What an honor it is for me to feature this conversation with Rachel Thomas, President of LeanIn.Org and OptionB.Org. Rachel works side by side with Facebook COO Sheryl Sandberg on these two groundbreaking, sweeping initiatives. Ever since I heard about OptionB (the online community) and Option B (the book, co-written by Sandberg with bestselling author and psychologist Adam Grant), I’ve been awestruck by Sandberg’s indefatigable commitment to empower and lift individuals up. In particular, I’m deeply moved by her readiness to harness personal loss (her husband died suddenly while they were on vacation in 2015) into a global movement helping those who are grieving and suffering other forms of life-altering adversity. I’m proud to have written this piece for the launch of OptionB, as well as this post on my blog.
OptionB.org has just launched a new initiative, #OptionBThere. The program is the first of its kind. The goal of #OptionBThere is to help individuals be there for friends and family facing setbacks of any kind this holiday season. Rachel says the program has helped her personally.
“I’ve often worried about offering support in the wrong way,” she admits. “Getting this campaign off the ground has been a real eye opener for me. Even if my words are clumsy, I realize now I don’t have to be perfect. I feel freer to offer support because I don’t worry about getting it wrong. I just have to acknowledge what would otherwise be the elephant in the room.”
I’m so thrilled Rachel joined me for this Q & A on my grief & resilience blog. Oh, and did I mention we went to Georgetown University together?!
Allison: Your work as president of LeanIn.Org and OptionB.Org just expanded with another meaningful and empowering initiative. Tell me about the new campaign, #OptionBThere.
Rachel: What we’ve learned is that creating substantive opportunities for people to give and receive social support after a loss or during an illness is crucial. It makes the recipient of that compassion feel stronger and less alone, and it brings those who offer comfort an incredible sense of joy and purpose.
Allison: Why launch this campaign now?
Rachel: Holidays can be tough. They can be a particularly difficult time for anyone facing adversity of any kind. The most important action we can take is simply showing up for our friends and family who are suffering — to engage, to truly be there, front and center. It’s often hard to know what to do or say, so too often we don’t do or say anything. That silence can be painful.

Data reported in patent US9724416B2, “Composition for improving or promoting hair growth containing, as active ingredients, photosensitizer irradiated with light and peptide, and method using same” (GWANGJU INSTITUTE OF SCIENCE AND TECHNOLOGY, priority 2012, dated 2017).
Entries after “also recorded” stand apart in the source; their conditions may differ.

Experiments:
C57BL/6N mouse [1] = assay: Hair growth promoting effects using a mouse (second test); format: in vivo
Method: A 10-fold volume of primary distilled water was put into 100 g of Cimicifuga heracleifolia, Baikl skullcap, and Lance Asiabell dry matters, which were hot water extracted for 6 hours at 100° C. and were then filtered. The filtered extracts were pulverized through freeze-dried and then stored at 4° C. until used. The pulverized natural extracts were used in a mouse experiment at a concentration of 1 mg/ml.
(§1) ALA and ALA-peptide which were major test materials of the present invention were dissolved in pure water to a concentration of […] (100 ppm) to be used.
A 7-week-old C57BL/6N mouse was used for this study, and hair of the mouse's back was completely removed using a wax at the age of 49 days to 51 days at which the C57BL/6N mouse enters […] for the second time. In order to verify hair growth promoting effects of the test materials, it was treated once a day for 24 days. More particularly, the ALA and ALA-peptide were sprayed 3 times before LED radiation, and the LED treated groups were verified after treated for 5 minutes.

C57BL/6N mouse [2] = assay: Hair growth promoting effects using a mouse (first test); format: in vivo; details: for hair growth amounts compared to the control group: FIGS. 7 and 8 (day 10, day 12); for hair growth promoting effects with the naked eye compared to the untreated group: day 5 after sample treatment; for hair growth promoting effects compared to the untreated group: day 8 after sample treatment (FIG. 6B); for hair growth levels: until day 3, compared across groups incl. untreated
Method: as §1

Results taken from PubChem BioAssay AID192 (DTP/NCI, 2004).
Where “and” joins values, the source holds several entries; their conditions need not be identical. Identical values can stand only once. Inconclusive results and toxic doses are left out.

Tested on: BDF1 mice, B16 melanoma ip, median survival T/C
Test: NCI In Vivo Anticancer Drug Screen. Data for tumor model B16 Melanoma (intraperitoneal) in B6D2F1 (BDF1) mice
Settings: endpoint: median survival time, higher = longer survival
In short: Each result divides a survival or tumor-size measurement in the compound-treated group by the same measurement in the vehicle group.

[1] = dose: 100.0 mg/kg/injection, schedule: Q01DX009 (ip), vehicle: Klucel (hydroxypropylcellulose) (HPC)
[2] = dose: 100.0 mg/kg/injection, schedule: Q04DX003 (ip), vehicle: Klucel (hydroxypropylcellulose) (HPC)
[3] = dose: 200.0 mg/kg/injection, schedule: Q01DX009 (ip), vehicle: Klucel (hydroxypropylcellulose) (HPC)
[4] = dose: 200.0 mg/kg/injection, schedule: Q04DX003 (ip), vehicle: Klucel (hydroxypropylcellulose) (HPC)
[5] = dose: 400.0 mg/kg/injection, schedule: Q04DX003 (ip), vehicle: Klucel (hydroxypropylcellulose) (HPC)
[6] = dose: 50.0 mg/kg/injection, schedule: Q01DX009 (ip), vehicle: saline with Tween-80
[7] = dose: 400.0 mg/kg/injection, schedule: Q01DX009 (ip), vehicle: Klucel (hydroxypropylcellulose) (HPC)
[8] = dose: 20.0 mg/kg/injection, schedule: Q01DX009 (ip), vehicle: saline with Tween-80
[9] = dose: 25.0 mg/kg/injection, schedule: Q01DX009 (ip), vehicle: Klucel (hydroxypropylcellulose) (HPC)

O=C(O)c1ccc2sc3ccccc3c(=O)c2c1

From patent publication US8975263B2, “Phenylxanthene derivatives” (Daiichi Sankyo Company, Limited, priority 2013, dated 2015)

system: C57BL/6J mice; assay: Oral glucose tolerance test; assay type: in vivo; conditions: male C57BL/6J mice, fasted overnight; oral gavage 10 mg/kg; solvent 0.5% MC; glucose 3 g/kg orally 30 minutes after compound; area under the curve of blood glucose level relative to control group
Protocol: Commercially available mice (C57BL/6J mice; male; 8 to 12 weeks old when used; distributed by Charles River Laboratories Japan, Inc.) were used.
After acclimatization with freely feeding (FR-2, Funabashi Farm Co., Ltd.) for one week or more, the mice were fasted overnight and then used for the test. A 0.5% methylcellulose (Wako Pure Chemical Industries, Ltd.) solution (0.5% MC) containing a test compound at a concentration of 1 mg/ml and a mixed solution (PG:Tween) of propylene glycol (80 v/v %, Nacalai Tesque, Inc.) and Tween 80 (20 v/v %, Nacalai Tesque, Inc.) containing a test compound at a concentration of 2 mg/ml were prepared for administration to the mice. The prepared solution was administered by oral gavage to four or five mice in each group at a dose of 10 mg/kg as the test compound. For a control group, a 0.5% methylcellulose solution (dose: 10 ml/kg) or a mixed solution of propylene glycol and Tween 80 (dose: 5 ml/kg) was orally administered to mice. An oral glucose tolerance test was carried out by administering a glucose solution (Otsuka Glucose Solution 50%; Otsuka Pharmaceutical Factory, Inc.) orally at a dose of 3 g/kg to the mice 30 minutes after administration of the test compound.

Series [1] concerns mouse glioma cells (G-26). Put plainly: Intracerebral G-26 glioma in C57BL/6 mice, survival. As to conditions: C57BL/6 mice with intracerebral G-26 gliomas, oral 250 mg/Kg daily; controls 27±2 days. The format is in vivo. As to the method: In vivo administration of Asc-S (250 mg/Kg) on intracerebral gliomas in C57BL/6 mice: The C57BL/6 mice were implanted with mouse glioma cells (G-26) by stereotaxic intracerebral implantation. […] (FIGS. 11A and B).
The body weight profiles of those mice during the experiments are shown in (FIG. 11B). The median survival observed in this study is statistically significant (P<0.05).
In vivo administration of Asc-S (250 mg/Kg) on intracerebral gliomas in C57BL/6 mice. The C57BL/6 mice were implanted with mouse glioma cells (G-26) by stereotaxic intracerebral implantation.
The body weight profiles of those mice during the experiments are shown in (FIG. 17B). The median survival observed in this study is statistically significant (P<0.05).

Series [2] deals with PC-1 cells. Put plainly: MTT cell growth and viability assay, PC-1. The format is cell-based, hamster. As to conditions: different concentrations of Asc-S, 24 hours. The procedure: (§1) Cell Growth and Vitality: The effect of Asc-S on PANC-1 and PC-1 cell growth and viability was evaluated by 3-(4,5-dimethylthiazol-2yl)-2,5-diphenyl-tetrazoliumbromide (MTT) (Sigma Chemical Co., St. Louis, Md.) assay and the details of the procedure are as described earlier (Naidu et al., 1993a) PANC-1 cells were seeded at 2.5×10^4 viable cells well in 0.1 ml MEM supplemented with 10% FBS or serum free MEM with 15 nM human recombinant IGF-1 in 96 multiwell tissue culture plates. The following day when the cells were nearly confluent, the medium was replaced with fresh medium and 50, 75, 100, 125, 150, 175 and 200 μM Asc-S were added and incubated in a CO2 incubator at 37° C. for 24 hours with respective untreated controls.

Allison: You published a revealing post on your LinkedIn page, confessing to having frequently let those closest to you down. You wrote: “When bad things happen to people, even to people I love dearly, I realize I often say and do too little. I’ve always assumed people don’t want to be pushed to talk about what they’re feeling, as if somehow not mentioning it will make it go away.“ How can we do better?
Rachel: People who are suffering don’t forget something terrible has happened to them. When we ignore their pain, we just end up unintentionally dismissing the people we love. In Option B, the book Sheryl Sandberg and Adam Grant wrote together, Sheryl discusses the isolation she felt after losing her husband Dave. Even those who work with her every day didn’t know how to respond. That sense of isolation only added to her grief. It turns out saying something, actually almost anything, is better than saying nothing at all.
Allison: So, what tools does #OptionBThere offer?
Rachel: The holidays can be hard to navigate in traditional ways for people facing adversity. One of the things #OptionBThere offers is suggestions for what to say when the usual holiday greetings don’t feel quite right. We’ve also teamed up with artist Emily McDowell who designed very special, digital holiday greeting cards. These cards can be shared across social media and through email. Each one acknowledges how loved ones might really be feeling this time of year, instead of ignoring those emotions or pushing them aside. #OptionBThere also offer atypical, meaningful gift ideas. These presents are especially thoughtful and represent additional opportunities to show friends you care. (For even more suggestions, check out “5 Meaningful Gifts for $100 or Less” on my grief & resilience blog.)
Allison: I love what you’ve said, that helping others helps the givers not just the receivers. I agree! Can you explain this a little more?
Rachel: In my work with OptionB.Org, I’ve learned a lot by spending time with Joe Primo, who runs Good Grief, an organization offering free support to families after the death of a parent or sibling. In his view, grief is good for us because it allows us to feel joy more intensely. This kind of sadness, he says, also helps us evolve and grow.
In Option B (the book), Sheryl and Adam also talk about post-traumatic growth, the idea that we can bounce forward after devastating setbacks and find more meaning and happiness in our lives. I will go even further: I think supporting people who are suffering can help us actually find meaning and joy. It can lead to deeper relationships and help us see the good in our lives in higher relief.
Allison: Do you have any plans to create OptionB in person communities similar to Lean In Circles?
Rachel: No, the Option B community will remain a digital support platform.
Allison: In my book, Passed and Present and in an author talk I gave at Google, I reveal the most critical factors for moving forward after loss: It’s being proactive about remembering and taking concrete steps to keep our loved one’s memory alive. What do you consider the most important action individuals can take to help friends and family who are grieving this holiday season?
Rachel: Do something. Say something. The people we love need to hear from us. They benefit from the same type of proactivity you describe. We can make an enormous difference to our friends and family just by showing up.